Southern Ground Records
Lead singer Charlie Starr is confident the Georgia-based group has crafted their best set of songs yet, and gives credit to their label boss for giving them the freedom to make their own music, their own way. The Boot sat down with Charlie to talk about The Whippoorwill, the group's future plans, and why there's no time for holidays when you're a band.
How did you become acquainted with Zac Brown?
About six or seven years ago, the first cruise that we were a part of with Lynyrd Skynyrd -- we've done one each year -- they were on that first cruise we were on. That was pre-nine No. 1 hits in a row! He was coming from the same place we were, swagging it out in clubs, and I actually knew a couple of guys in his band at that point but I'd never heard them. I saw them on that cruise and we all became friends. We had a blast. Zac was really, really cool. He was really complimentary. There was some mutual love and respect, being an Atlanta guy. After that, we got to do a couple shows with them on dry land, for the next year or so. Then, for him it just exploded, of course.
Having been on the same playing field with Zac for so many years, how was it to see his popularity increase so dramatically?
It was really cool for us, us meaning Georgia musicians, to watch Zac win all those awards, and have such a hot streak in his career and become the Zac Brown Band. He kept in touch, not like our pen pal or all the time, but from time to time when we'd cross paths he'd be like, "Hey, how's it going? Do you guys need anything?" We would always be like, "No thank you, but congratulations."
Were you actively looking for a label when Zac invited you to be part of Southern Ground?
We had found ourselves in a pickle with an independent label that we had signed with. That had happened a couple different times and it was pretty frustrating for us, because we work and tour and create and keep doing what bands do, and it just seemed like, on the business side of things, all these people we were working with were just falling apart, or falling like dominoes all around us. Finally, this last label,crumbled, and we were like, "Oh my God, why can nothing go right?" We were trying to make a new album because we were way overdue. We had been playing these songs live for a couple years, and that's the long and short of it. It can be that way, and it's frustrating.
What do you think made Zac interested in Blackberry Smoke?
It was kind of like he was making good on all those times he asked if there was anything we needed. He basically said, "I've always loved your band and I appreciate your hard work and everything that you do. If you need a home, why don't you come shack up with me at my label." It didn't take a lot of thought. We were like, "That sounds fabulous. That sounds like a bunch of like-minded people working together for the same goal."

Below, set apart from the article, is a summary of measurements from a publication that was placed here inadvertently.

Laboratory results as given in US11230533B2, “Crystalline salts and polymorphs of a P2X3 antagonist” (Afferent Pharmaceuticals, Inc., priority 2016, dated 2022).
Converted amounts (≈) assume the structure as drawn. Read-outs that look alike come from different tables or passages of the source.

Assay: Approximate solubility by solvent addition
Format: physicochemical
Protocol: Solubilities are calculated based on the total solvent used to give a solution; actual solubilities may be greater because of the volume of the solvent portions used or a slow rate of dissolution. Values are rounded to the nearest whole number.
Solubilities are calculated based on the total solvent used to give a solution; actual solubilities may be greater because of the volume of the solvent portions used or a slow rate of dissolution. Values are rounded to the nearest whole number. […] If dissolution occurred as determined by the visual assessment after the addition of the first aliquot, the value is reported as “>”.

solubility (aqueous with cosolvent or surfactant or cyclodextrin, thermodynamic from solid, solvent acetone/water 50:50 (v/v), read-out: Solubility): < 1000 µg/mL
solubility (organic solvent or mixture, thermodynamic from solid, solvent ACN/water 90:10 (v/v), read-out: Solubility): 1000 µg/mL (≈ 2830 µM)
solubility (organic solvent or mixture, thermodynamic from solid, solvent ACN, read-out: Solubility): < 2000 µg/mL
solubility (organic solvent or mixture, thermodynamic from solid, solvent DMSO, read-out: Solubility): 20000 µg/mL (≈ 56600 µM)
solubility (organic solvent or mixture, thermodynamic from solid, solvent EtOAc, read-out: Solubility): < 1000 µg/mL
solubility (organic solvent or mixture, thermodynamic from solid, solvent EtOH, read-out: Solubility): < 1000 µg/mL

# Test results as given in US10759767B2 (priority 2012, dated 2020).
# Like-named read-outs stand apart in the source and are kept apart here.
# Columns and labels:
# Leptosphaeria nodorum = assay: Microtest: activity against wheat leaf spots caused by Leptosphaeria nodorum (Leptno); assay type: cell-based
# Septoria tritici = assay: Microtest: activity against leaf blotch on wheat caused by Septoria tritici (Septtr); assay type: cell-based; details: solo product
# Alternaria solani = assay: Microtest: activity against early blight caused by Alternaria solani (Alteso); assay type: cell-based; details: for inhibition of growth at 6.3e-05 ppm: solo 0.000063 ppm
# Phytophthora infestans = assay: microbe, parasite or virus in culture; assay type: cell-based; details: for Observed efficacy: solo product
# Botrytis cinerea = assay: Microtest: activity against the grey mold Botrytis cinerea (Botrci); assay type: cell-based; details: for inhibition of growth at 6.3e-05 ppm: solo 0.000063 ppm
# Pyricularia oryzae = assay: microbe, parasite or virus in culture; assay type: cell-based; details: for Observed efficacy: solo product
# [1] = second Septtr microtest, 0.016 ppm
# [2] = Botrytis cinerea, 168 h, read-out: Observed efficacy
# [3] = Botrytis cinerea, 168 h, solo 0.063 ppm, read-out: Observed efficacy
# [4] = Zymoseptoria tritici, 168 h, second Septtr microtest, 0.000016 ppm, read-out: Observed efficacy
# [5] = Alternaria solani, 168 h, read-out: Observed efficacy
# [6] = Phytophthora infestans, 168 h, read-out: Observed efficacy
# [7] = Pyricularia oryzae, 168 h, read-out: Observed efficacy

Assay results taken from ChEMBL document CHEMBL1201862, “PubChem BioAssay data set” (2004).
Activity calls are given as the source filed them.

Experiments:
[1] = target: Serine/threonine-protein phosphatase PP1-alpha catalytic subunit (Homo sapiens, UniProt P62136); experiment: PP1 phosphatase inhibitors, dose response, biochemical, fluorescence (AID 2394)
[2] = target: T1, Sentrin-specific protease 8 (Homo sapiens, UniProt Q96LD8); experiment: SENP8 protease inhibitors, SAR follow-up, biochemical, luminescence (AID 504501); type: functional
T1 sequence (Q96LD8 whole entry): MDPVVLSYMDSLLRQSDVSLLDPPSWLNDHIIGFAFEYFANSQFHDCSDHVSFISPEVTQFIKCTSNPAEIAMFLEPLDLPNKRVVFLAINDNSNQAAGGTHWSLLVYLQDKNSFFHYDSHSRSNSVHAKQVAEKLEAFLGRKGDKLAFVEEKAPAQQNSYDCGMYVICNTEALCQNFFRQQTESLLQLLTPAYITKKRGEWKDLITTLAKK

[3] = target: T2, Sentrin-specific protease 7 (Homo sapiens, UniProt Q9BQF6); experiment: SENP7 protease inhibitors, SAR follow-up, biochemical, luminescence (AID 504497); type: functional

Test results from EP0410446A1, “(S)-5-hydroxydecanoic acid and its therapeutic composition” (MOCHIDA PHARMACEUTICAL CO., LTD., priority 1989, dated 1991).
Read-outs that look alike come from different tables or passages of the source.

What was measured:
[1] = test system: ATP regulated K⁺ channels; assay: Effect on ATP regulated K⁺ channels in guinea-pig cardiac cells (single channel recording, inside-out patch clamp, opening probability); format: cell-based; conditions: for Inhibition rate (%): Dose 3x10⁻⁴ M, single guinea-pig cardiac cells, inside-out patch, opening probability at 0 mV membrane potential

Your music is obviously influenced by many different genres, including rock, country and soul music. How would you define Blackberry Smoke?
It's really southern music. People will call us the southern rock band, and that's fine. The band that that label was created for, or that term was created for, we love that music, of course -- the Allman Brothers, the Marshall Tucker Band, Skynyrd, Charlie Daniels and all those. But at the same time, they were very different, and they were bigger than that label and that term as well. But if it makes sense to people, that's totally cool. It's just southern music. Our main influences might not just be Marshall Tucker, the Allman Brothers, Lynyrd Skynyrd, Hank Williams, Bill Monroe -- it runs the gamut for us -- it's just all kinds of stuff. That's what makes us happy at the end of the day. So, let's look at this album and be like, "Man there are a lot of different songs on here, and that's cool." The common thread that pulls them together being the south influence.
You're known to have one of the best live shows out there. What makes your concerts so remarkable?
We do get people who come to our shows that say, "You guys sounded better tonight than the record I have." That's a compliment. I personally don't look at them and go, "Oh so we made a bad record?" Everyone knows that feeling when you go see a band and they light it up even hotter than you expected. That's our goal every night, not only for the people who have come to see us, but also for one another. You're constantly trying to play so well that the other guys in the band are like, "Man, you did a great job. That was freakin' amazing." I don't anyone to ever think that Blackberry Smoke is going through the motions.
Do you hope to have a song from The Whippoorwill on radio later this year?
I don't know that we would even know how to go about trying to second guess what people might prefer on radio, whether it be a more rocking kind of song or a laid-back country type of song, or a back-porch bluesy kind of song. There are people who get paid lots of money to figure that out, and I'm not one of them.
If you could change one thing about the music business, what would it be?
The speed with which things are facilitated. I would make it faster. The waiting game is torture, and that's red tape and paperwork. It's like, "We work for a living. I don't know what you guys do." Sometimes I look at the business side of it and I'm like, "Really? Another holiday? Out of the office again? OK."